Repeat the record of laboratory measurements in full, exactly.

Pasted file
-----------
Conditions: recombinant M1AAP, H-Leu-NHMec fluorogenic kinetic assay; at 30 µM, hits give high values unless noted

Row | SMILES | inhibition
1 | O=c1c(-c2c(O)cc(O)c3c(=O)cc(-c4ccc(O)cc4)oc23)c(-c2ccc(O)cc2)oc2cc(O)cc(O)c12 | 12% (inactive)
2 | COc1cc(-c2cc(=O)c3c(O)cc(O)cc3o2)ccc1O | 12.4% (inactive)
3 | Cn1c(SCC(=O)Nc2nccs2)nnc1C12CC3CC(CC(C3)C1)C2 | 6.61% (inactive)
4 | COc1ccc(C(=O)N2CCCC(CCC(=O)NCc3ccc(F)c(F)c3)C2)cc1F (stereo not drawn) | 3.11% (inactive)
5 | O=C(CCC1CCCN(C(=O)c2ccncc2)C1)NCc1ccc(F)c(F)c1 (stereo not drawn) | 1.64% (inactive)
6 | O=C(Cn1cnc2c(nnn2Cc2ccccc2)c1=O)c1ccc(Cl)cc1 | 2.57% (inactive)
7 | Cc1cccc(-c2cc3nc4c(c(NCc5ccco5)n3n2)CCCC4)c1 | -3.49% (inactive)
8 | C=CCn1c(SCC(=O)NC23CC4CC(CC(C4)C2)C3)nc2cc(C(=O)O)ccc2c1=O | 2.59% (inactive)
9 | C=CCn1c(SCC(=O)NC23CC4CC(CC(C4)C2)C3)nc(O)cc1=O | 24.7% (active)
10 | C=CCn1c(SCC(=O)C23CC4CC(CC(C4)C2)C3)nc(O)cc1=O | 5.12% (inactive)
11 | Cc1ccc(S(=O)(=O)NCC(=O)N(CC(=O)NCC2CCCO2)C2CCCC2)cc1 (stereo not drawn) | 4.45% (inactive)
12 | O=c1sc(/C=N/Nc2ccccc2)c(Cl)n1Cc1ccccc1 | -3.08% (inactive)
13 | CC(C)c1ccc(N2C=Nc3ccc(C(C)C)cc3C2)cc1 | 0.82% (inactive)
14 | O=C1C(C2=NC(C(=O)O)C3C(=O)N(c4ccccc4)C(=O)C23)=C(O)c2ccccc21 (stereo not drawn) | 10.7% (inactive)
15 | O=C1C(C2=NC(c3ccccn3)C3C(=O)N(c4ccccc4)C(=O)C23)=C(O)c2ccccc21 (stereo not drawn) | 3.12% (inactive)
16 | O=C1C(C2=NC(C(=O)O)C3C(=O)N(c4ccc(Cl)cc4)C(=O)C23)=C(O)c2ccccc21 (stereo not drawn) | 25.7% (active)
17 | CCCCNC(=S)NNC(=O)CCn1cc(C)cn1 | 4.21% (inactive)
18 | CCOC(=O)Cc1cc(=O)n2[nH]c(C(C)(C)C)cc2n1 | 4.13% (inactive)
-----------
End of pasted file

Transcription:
Conditions: recombinant M1AAP, H-Leu-NHMec fluorogenic kinetic assay; at 30 µM, hits give high values unless noted

Row | SMILES | inhibition
1 | O=c1c(-c2c(O)cc(O)c3c(=O)cc(-c4ccc(O)cc4)oc23)c(-c2ccc(O)cc2)oc2cc(O)cc(O)c12 | 12% (inactive)
2 | COc1cc(-c2cc(=O)c3c(O)cc(O)cc3o2)ccc1O | 12.4% (inactive)
3 | Cn1c(SCC(=O)Nc2nccs2)nnc1C12CC3CC(CC(C3)C1)C2 | 6.61% (inactive)
4 | COc1ccc(C(=O)N2CCCC(CCC(=O)NCc3ccc(F)c(F)c3)C2)cc1F (stereo not drawn) | 3.11% (inactive)
5 | O=C(CCC1CCCN(C(=O)c2ccncc2)C1)NCc1ccc(F)c(F)c1 (stereo not drawn) | 1.64% (inactive)
6 | O=C(Cn1cnc2c(nnn2Cc2ccccc2)c1=O)c1ccc(Cl)cc1 | 2.57% (inactive)
7 | Cc1cccc(-c2cc3nc4c(c(NCc5ccco5)n3n2)CCCC4)c1 | -3.49% (inactive)
8 | C=CCn1c(SCC(=O)NC23CC4CC(CC(C4)C2)C3)nc2cc(C(=O)O)ccc2c1=O | 2.59% (inactive)
9 | C=CCn1c(SCC(=O)NC23CC4CC(CC(C4)C2)C3)nc(O)cc1=O | 24.7% (active)
10 | C=CCn1c(SCC(=O)C23CC4CC(CC(C4)C2)C3)nc(O)cc1=O | 5.12% (inactive)
11 | Cc1ccc(S(=O)(=O)NCC(=O)N(CC(=O)NCC2CCCO2)C2CCCC2)cc1 (stereo not drawn) | 4.45% (inactive)
12 | O=c1sc(/C=N/Nc2ccccc2)c(Cl)n1Cc1ccccc1 | -3.08% (inactive)
13 | CC(C)c1ccc(N2C=Nc3ccc(C(C)C)cc3C2)cc1 | 0.82% (inactive)
14 | O=C1C(C2=NC(C(=O)O)C3C(=O)N(c4ccccc4)C(=O)C23)=C(O)c2ccccc21 (stereo not drawn) | 10.7% (inactive)
15 | O=C1C(C2=NC(c3ccccn3)C3C(=O)N(c4ccccc4)C(=O)C23)=C(O)c2ccccc21 (stereo not drawn) | 3.12% (inactive)
16 | O=C1C(C2=NC(C(=O)O)C3C(=O)N(c4ccc(Cl)cc4)C(=O)C23)=C(O)c2ccccc21 (stereo not drawn) | 25.7% (active)
17 | CCCCNC(=S)NNC(=O)CCn1cc(C)cn1 | 4.21% (inactive)
18 | CCOC(=O)Cc1cc(=O)n2[nH]c(C(C)(C)C)cc2n1 | 4.13% (inactive)